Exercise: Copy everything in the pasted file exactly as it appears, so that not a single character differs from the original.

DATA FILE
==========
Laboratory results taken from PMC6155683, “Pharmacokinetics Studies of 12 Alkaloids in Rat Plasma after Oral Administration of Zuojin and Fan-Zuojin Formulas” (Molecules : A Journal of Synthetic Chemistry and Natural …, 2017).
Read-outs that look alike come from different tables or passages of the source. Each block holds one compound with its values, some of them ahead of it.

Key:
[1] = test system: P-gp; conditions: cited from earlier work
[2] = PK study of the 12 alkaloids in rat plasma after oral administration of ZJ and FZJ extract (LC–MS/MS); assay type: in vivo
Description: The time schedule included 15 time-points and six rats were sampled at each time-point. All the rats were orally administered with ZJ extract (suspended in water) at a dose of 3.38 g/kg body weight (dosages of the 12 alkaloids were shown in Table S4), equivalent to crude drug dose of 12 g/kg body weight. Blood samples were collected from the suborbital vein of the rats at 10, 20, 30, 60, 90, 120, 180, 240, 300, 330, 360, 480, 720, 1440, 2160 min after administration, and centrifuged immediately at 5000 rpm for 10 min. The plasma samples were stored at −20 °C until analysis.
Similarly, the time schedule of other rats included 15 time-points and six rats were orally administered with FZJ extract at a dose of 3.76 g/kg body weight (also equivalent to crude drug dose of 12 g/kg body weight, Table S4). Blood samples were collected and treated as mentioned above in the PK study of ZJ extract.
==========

Laboratory results taken from PMC6155683, “Pharmacokinetics Studies of 12 Alkaloids in Rat Plasma after Oral Administration of Zuojin and Fan-Zuojin Formulas” (Molecules : A Journal of Synthetic Chemistry and Natural …, 2017).
Read-outs that look alike come from different tables or passages of the source. Each block holds one compound with its values, some of them ahead of it.

Key:
[1] = test system: P-gp; conditions: cited from earlier work
[2] = PK study of the 12 alkaloids in rat plasma after oral administration of ZJ and FZJ extract (LC–MS/MS); assay type: in vivo
Description: The time schedule included 15 time-points and six rats were sampled at each time-point. All the rats were orally administered with ZJ extract (suspended in water) at a dose of 3.38 g/kg body weight (dosages of the 12 alkaloids were shown in Table S4), equivalent to crude drug dose of 12 g/kg body weight. Blood samples were collected from the suborbital vein of the rats at 10, 20, 30, 60, 90, 120, 180, 240, 300, 330, 360, 480, 720, 1440, 2160 min after administration, and centrifuged immediately at 5000 rpm for 10 min. The plasma samples were stored at −20 °C until analysis.
Similarly, the time schedule of other rats included 15 time-points and six rats were orally administered with FZJ extract at a dose of 3.76 g/kg body weight (also equivalent to crude drug dose of 12 g/kg body weight, Table S4). Blood samples were collected and treated as mentioned above in the PK study of ZJ extract.